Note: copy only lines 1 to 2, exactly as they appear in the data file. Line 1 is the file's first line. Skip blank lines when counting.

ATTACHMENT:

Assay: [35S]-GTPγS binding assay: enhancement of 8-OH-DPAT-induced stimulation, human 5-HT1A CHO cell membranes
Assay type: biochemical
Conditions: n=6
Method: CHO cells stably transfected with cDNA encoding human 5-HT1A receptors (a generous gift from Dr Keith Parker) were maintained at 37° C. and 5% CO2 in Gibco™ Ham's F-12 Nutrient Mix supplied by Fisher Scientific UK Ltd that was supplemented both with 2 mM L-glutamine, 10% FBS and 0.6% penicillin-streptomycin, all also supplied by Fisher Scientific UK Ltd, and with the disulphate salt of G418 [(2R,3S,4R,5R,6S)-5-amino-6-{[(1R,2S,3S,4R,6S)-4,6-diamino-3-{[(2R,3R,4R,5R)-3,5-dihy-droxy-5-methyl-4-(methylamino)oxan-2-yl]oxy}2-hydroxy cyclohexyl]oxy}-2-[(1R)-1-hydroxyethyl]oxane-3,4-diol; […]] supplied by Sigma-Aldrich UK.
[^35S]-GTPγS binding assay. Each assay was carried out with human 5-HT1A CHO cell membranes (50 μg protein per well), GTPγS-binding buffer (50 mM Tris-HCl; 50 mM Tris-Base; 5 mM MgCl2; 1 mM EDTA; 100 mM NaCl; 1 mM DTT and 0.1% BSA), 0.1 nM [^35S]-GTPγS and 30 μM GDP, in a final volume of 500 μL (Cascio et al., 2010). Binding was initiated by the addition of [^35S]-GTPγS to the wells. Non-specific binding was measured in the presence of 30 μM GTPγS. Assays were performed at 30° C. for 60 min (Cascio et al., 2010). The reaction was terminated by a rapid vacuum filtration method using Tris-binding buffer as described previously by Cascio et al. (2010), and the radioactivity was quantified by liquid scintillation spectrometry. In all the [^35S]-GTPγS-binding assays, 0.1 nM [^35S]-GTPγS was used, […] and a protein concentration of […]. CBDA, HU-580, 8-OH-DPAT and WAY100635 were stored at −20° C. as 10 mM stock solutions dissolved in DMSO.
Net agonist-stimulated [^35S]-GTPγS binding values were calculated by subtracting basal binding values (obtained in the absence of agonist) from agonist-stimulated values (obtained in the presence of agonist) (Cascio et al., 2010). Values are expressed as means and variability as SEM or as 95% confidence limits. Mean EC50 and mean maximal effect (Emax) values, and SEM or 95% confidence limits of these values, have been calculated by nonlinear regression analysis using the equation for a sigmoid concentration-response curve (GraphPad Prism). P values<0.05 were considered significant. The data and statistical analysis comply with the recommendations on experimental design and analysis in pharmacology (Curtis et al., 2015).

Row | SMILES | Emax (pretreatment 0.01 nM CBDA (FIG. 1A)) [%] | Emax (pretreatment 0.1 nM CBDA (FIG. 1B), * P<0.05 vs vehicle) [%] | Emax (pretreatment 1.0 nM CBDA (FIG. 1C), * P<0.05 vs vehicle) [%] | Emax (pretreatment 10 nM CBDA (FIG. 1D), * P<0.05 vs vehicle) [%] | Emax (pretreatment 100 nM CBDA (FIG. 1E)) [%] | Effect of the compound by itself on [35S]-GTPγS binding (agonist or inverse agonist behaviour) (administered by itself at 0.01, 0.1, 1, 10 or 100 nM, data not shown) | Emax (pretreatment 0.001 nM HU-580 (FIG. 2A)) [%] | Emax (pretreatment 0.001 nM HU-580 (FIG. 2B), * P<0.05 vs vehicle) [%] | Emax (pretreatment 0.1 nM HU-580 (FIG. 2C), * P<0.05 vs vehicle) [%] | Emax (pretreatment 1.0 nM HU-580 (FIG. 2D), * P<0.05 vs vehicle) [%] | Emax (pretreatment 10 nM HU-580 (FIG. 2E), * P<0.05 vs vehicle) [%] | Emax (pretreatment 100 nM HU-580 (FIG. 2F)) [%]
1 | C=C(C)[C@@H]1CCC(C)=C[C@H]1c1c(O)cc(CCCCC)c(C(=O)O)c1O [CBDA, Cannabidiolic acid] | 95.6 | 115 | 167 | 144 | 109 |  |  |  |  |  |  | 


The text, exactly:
Assay: [35S]-GTPγS binding assay: enhancement of 8-OH-DPAT-induced stimulation, human 5-HT1A CHO cell membranes
Assay type: biochemical